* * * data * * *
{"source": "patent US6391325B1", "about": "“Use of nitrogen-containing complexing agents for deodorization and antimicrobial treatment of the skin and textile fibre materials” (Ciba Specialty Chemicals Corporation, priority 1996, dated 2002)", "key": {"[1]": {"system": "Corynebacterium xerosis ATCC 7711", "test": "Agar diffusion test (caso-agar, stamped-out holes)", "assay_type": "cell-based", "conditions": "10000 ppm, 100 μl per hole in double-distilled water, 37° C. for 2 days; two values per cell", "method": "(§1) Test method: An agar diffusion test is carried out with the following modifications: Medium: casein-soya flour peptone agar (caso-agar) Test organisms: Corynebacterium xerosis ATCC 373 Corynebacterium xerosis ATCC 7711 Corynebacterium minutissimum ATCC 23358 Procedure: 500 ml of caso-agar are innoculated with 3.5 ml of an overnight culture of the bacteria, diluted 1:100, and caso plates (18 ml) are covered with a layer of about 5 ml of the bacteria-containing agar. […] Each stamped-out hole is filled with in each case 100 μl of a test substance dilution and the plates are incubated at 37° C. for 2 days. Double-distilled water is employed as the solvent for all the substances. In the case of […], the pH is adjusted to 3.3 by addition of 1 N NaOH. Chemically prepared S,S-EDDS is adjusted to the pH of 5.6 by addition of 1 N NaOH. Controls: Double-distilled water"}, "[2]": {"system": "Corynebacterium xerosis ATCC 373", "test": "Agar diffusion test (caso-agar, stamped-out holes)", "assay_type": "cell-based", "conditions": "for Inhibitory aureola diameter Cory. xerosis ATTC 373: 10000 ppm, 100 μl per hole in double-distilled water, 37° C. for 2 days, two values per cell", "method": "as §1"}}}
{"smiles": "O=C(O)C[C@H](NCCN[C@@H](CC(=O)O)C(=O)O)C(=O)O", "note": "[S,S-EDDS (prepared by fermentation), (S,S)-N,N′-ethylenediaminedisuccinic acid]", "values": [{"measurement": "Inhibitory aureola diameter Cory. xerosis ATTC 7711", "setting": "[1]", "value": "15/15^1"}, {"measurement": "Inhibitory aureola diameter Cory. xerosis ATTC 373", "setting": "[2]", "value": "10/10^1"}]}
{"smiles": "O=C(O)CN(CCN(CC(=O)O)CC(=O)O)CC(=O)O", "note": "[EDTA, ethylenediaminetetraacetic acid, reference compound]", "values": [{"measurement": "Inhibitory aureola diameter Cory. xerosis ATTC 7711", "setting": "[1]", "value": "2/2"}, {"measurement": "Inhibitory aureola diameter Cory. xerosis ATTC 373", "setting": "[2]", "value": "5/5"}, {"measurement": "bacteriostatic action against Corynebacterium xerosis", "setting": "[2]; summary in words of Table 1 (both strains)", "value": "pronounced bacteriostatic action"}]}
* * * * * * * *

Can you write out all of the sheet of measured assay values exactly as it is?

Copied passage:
{"source": "patent US6391325B1", "about": "“Use of nitrogen-containing complexing agents for deodorization and antimicrobial treatment of the skin and textile fibre materials” (Ciba Specialty Chemicals Corporation, priority 1996, dated 2002)", "key": {"[1]": {"system": "Corynebacterium xerosis ATCC 7711", "test": "Agar diffusion test (caso-agar, stamped-out holes)", "assay_type": "cell-based", "conditions": "10000 ppm, 100 μl per hole in double-distilled water, 37° C. for 2 days; two values per cell", "method": "(§1) Test method: An agar diffusion test is carried out with the following modifications: Medium: casein-soya flour peptone agar (caso-agar) Test organisms: Corynebacterium xerosis ATCC 373 Corynebacterium xerosis ATCC 7711 Corynebacterium minutissimum ATCC 23358 Procedure: 500 ml of caso-agar are innoculated with 3.5 ml of an overnight culture of the bacteria, diluted 1:100, and caso plates (18 ml) are covered with a layer of about 5 ml of the bacteria-containing agar. […] Each stamped-out hole is filled with in each case 100 μl of a test substance dilution and the plates are incubated at 37° C. for 2 days. Double-distilled water is employed as the solvent for all the substances. In the case of […], the pH is adjusted to 3.3 by addition of 1 N NaOH. Chemically prepared S,S-EDDS is adjusted to the pH of 5.6 by addition of 1 N NaOH. Controls: Double-distilled water"}, "[2]": {"system": "Corynebacterium xerosis ATCC 373", "test": "Agar diffusion test (caso-agar, stamped-out holes)", "assay_type": "cell-based", "conditions": "for Inhibitory aureola diameter Cory. xerosis ATTC 373: 10000 ppm, 100 μl per hole in double-distilled water, 37° C. for 2 days, two values per cell", "method": "as §1"}}}
{"smiles": "O=C(O)C[C@H](NCCN[C@@H](CC(=O)O)C(=O)O)C(=O)O", "note": "[S,S-EDDS (prepared by fermentation), (S,S)-N,N′-ethylenediaminedisuccinic acid]", "values": [{"measurement": "Inhibitory aureola diameter Cory. xerosis ATTC 7711", "setting": "[1]", "value": "15/15^1"}, {"measurement": "Inhibitory aureola diameter Cory. xerosis ATTC 373", "setting": "[2]", "value": "10/10^1"}]}
{"smiles": "O=C(O)CN(CCN(CC(=O)O)CC(=O)O)CC(=O)O", "note": "[EDTA, ethylenediaminetetraacetic acid, reference compound]", "values": [{"measurement": "Inhibitory aureola diameter Cory. xerosis ATTC 7711", "setting": "[1]", "value": "2/2"}, {"measurement": "Inhibitory aureola diameter Cory. xerosis ATTC 373", "setting": "[2]", "value": "5/5"}, {"measurement": "bacteriostatic action against Corynebacterium xerosis", "setting": "[2]; summary in words of Table 1 (both strains)", "value": "pronounced bacteriostatic action"}]}